Check Insecticide Labels Applied for Spider Mite Before Using Soybean for Forage

Check Insecticide Labels Applied for Spider Mite Before Using Soybean for Forage

Eileen Cullen, Extension Entomologist

Some producers may be considering using soybean as a forage crop given drought conditions this year. Although this is not a preferred option and grain harvest is the norm statewide, the question has come up from UW-Extension county agents working with producers over the last couple of weeks in dealing with drought impact.

The question being, is there a spider mite insecticide that does not limit harvesting soybeans as forage?

Insecticides used as miticide in the Midwest for twospotted spider mite in soybean are limited to the two organophosphate active ingredients dimethoate and chlorpyrifos, and the pyrethroid active ingredient bifenthrin.

Remember, there is a difference between the pre-harvest interval (PHI) for grain harvest and specific label use restrictions pertaining to soybean forage fed to animals. To find label information, you need to look at the label use restrictions remarks section under soybean.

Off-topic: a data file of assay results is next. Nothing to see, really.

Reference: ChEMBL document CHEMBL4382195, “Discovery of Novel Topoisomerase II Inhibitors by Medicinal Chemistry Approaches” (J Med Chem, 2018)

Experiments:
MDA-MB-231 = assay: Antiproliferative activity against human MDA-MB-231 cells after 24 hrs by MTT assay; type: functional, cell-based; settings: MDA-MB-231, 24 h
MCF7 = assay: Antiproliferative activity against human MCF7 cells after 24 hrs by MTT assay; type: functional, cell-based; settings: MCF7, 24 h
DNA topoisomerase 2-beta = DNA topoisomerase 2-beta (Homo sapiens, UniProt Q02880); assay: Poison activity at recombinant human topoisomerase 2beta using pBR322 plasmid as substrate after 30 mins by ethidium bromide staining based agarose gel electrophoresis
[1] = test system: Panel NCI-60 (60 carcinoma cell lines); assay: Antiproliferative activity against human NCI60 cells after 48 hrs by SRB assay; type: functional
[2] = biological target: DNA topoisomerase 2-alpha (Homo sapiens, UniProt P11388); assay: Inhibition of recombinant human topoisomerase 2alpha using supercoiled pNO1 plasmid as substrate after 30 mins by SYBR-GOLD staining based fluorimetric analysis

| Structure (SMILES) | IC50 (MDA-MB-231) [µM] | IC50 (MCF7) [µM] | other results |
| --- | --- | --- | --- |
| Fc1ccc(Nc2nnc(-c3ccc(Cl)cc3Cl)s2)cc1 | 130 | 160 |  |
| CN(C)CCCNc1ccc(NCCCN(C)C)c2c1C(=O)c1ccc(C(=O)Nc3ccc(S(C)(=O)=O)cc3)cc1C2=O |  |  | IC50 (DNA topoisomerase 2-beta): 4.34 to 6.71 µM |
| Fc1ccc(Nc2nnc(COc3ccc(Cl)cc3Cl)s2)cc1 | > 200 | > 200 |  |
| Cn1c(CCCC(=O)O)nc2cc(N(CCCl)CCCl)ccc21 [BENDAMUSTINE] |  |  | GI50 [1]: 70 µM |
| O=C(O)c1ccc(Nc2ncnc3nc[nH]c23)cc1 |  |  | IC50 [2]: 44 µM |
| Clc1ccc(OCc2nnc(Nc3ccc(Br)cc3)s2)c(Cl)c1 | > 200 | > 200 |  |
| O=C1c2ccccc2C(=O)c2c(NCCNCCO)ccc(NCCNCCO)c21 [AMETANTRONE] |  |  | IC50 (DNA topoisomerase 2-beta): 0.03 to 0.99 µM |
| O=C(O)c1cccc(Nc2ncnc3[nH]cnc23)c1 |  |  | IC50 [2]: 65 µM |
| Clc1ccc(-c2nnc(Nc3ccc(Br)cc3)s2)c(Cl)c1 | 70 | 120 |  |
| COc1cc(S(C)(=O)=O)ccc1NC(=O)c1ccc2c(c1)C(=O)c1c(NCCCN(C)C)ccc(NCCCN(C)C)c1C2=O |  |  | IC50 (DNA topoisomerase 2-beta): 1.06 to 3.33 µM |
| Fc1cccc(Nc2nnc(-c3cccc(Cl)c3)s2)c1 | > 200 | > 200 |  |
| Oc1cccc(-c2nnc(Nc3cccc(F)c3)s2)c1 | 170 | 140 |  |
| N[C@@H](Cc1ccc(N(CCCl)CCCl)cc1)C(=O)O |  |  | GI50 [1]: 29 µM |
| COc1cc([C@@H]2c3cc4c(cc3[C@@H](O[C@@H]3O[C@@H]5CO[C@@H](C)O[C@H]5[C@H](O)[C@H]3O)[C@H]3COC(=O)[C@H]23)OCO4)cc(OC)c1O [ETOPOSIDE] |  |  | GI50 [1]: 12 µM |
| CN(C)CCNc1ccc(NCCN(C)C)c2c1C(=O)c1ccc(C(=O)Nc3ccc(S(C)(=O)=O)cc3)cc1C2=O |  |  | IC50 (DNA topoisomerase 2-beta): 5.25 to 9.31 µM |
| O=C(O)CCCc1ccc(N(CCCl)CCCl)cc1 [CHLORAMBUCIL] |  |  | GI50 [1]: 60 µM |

Of the insecticide/miticides registered and recommended for spider mite control in the Midwest on soybean, only dimethoate permits forage use with the label stating “Do not feed or graze within 5 days of last application”. There are many generic dimethoate labels, so be sure to read the label for the product applied to a particular field being considered for forage use, but the information should be the same for all dimethoate active ingredient registered by EPA for use on soybean.

Soybean treated with chlorpyrifos or bifenthrin cannot be used for forage.  For example, the label for Lorsban (chlorpyrifos) on soybean states “do not graze or feed treated forage to livestock”. Labels for products containing bifenthrin (e.g. Brigade 2EC and generics, or premix insecticides where one of the active ingredients is bifenthrin) state: “Do not graze or harvest treated soybean forage, straw, or hay for livestock feed”.  Another premix containing bifenthrin + chlorpyrifos (Tundra Supreme) states: “Do not allow meat or dairy animals to graze in treated areas or otherwise feed treated soybean forage, hay, straw to meat or dairy animals”.

The Crop Data Management Systems (CDMS) Label/MSDS webpage is a good source to look up label information by product brand name:

If you are considering soybean forage use, make sure you are complying with insecticide label law regarding previous spider mite application.